David Wilson-Johnson, standing in at a weeks notice as King Fisher, was returning to a role he'd last sung 25 years ago. You couldn't really tell, Wilson-Johnson gave a masterly performance, full of character. His King Fisher had all the bombast needed and we could hear all the words. This was true of all three singers in the character episodes (Wilson-Johnson, Ailish Tynan and Allan Clayton) and helped to establish the drama. Wilson-Johnson combines singing 20th century music with a career with period ensembles. (Some years ago I remember hearing him at the Proms in Tippett's The Ice Break and Handel's Belshazzar in the same week.) This shows in his performance where his navigating of the actual notes was nicely accurate and thankfully lacking that element of bluster. Wilson-Johnson is a fine singing actor and his performance was a master-class in how to make character work in a space as big as the Royal Albert Hall.

The lighter couple, Jack and Bella, were equally well cast with Allan Clayton and Ailish Tynan. Tynan brought a delightful pertness to the role, filling out the character and charming entirely. It is Bella who gets some of Tippett's arch colloquialisms, dealt with in dead-pan manner by Tynan. The interchange (between Bella and King Fisher) 'Who's Jack? Oh - he's a honey' remains one of my favourite in all opera and Tynan was equally delightfully in Bella's paen to artificial womanhood, with her mirror and face powder. But Tynan also sang the notes, with a bright focussed tone which brought out the ancestors of Tippett's character and brought Bella alive. Her interactions with Wilson-Johnson were just right, hinting at the long back story to their relationship. Tynan was also ably abetted by Allan Clayton as her boyfriend Jack. Clayton sang with lovely tone and shape, making a mark even though the role is quite small. Clayton is another artist who has impressed in both baroque and contemporary performance (Rameau's Castor et Pollux and Benjamin's Written on Skin). His combination of vocal flexibility and penetrating (in the nicest possible way) tone, being just right for both.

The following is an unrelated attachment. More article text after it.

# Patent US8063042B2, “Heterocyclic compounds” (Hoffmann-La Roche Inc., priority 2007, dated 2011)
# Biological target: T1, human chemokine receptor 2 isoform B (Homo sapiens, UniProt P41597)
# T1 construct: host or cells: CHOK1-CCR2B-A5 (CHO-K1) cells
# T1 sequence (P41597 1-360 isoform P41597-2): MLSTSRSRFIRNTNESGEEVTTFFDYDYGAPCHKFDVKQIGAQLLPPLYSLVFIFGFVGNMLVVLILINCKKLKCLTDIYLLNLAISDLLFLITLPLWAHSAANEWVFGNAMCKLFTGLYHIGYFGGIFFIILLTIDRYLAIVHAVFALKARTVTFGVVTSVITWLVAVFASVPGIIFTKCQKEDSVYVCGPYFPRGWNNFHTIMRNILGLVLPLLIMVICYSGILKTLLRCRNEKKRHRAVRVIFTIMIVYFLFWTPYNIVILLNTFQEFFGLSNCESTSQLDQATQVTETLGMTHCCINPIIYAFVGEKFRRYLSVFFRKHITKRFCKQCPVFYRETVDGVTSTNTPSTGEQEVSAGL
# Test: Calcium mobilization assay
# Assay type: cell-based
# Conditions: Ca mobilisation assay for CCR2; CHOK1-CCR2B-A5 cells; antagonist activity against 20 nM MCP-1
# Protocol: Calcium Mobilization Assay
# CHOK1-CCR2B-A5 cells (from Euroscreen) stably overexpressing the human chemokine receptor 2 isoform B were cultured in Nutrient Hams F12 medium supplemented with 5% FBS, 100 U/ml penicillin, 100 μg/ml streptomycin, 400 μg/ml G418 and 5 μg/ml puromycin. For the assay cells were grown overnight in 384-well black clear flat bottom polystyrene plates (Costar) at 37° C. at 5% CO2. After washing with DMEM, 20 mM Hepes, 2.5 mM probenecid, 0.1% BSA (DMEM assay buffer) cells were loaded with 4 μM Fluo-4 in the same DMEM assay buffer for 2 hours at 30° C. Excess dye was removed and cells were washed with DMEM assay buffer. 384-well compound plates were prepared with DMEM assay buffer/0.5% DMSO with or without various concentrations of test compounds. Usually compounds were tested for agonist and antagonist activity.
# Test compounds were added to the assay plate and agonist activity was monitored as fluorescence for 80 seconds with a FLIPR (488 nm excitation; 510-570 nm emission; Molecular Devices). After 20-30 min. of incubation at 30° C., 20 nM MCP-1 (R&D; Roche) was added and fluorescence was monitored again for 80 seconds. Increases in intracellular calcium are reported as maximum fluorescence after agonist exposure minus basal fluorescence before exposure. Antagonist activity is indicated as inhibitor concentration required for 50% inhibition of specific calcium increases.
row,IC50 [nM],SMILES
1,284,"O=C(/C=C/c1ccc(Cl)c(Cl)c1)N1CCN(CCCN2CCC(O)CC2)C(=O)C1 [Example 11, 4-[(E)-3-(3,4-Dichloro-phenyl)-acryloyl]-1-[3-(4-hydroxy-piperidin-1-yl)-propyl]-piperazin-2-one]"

David Soar and Madeleine Shaw were suitably grave and mysterious as the Ancients, with Soar bringing a a nice touch of asperity to the character which set of the dark and dignified tones of his voice. Shaw was equally dark and mysterious but added touches of humour in her interactions with Tynan.

Catherine Wyn-Rogers as Sosostris sang her aria from the organ console above the orchestra, which had a wonderfully dramatic effect especially when combined with the striking kaftan that Wyn-Rogers was wearing. But the placement so far behind the orchestra was a little inhibiting to the sound. Nonetheless, Wyn-Rogers joined the ranks of Helen Watts and Alfreda Hodgson in delivering a fine, dramatic and highly mysterious account of this fascinating but complex aria.

The smaller roles were all finely taken by singers from the BBC Singers, Michael Bundy, Christopher Bowen, Charles Gibbs and Margaret Cameron. The chorus, combining the BBC Singers with the BBC Symphony Chorus, was perhaps slightly larger than ideal but they sang with a will and clearly carried away with the drama. The off-stage chorus in act two was sung by the BBC Singers.

But it is to Davis and the orchestra that I will return in my memory, giving the work a glow and contributing some very fine orchestral playing.

Doing a semi-staging of an opera like The Midsummer Marriage is a thankless task as a large chunk of the action has to be missed off, we had no Strephon and no dancers. But director Kenneth Richardson marshalled his forces imaginatively, giving them entrances and exits and and suggesting the drama. He also benefitted from the fact that his singers clearly interacted with each other and in dramatic terms made it far more than a concert.

This was a long evening (6.30pm to 10.10pm, including two intervals), but a glorious one. The resources needed to perform the opera mean that it is only every likely to be a special occasion work. So we must be doubly glad that the BBC decided to perform it. Andrew Davis and his forces gave us a truly mesmerising account of Tippett's idiosyncratic midsummer rapture.

A revised version of this review appears on OperaToday.com